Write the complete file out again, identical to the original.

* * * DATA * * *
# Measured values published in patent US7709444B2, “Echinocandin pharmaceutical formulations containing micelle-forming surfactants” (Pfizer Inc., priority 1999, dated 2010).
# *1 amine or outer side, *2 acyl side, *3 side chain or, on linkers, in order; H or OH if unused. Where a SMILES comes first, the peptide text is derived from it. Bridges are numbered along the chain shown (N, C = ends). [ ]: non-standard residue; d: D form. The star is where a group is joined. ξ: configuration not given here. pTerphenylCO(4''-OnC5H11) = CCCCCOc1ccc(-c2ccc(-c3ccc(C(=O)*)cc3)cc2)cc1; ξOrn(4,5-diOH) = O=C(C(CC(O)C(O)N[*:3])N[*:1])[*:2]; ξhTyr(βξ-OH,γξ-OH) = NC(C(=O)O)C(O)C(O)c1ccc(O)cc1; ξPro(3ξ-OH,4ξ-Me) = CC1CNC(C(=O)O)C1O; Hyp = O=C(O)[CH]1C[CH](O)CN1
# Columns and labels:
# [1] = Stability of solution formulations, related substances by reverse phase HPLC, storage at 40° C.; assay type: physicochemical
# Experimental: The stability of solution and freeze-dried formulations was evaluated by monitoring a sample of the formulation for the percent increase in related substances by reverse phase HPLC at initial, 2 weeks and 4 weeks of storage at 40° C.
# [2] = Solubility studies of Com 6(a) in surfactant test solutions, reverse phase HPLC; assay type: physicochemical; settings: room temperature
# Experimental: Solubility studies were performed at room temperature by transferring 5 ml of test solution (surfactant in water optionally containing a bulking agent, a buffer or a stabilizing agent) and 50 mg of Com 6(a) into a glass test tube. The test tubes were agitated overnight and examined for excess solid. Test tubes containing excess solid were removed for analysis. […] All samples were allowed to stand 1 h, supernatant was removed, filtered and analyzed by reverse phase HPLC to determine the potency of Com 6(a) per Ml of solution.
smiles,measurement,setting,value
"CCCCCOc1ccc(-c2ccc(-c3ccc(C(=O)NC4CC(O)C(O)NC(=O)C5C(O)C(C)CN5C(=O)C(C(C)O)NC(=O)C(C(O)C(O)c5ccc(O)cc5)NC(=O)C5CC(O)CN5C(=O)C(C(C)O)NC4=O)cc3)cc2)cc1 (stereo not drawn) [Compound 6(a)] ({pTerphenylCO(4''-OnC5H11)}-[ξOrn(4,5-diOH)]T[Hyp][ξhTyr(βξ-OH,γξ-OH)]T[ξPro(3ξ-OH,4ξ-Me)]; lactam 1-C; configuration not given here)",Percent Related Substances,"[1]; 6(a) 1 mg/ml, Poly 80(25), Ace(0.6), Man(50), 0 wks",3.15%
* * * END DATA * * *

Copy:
# Measured values published in patent US7709444B2, “Echinocandin pharmaceutical formulations containing micelle-forming surfactants” (Pfizer Inc., priority 1999, dated 2010).
# *1 amine or outer side, *2 acyl side, *3 side chain or, on linkers, in order; H or OH if unused. Where a SMILES comes first, the peptide text is derived from it. Bridges are numbered along the chain shown (N, C = ends). [ ]: non-standard residue; d: D form. The star is where a group is joined. ξ: configuration not given here. pTerphenylCO(4''-OnC5H11) = CCCCCOc1ccc(-c2ccc(-c3ccc(C(=O)*)cc3)cc2)cc1; ξOrn(4,5-diOH) = O=C(C(CC(O)C(O)N[*:3])N[*:1])[*:2]; ξhTyr(βξ-OH,γξ-OH) = NC(C(=O)O)C(O)C(O)c1ccc(O)cc1; ξPro(3ξ-OH,4ξ-Me) = CC1CNC(C(=O)O)C1O; Hyp = O=C(O)[CH]1C[CH](O)CN1
# Columns and labels:
# [1] = Stability of solution formulations, related substances by reverse phase HPLC, storage at 40° C.; assay type: physicochemical
# Experimental: The stability of solution and freeze-dried formulations was evaluated by monitoring a sample of the formulation for the percent increase in related substances by reverse phase HPLC at initial, 2 weeks and 4 weeks of storage at 40° C.
# [2] = Solubility studies of Com 6(a) in surfactant test solutions, reverse phase HPLC; assay type: physicochemical; settings: room temperature
# Experimental: Solubility studies were performed at room temperature by transferring 5 ml of test solution (surfactant in water optionally containing a bulking agent, a buffer or a stabilizing agent) and 50 mg of Com 6(a) into a glass test tube. The test tubes were agitated overnight and examined for excess solid. Test tubes containing excess solid were removed for analysis. […] All samples were allowed to stand 1 h, supernatant was removed, filtered and analyzed by reverse phase HPLC to determine the potency of Com 6(a) per Ml of solution.
smiles,measurement,setting,value
"CCCCCOc1ccc(-c2ccc(-c3ccc(C(=O)NC4CC(O)C(O)NC(=O)C5C(O)C(C)CN5C(=O)C(C(C)O)NC(=O)C(C(O)C(O)c5ccc(O)cc5)NC(=O)C5CC(O)CN5C(=O)C(C(C)O)NC4=O)cc3)cc2)cc1 (stereo not drawn) [Compound 6(a)] ({pTerphenylCO(4''-OnC5H11)}-[ξOrn(4,5-diOH)]T[Hyp][ξhTyr(βξ-OH,γξ-OH)]T[ξPro(3ξ-OH,4ξ-Me)]; lactam 1-C; configuration not given here)",Percent Related Substances,"[1]; 6(a) 1 mg/ml, Poly 80(25), Ace(0.6), Man(50), 0 wks",3.15%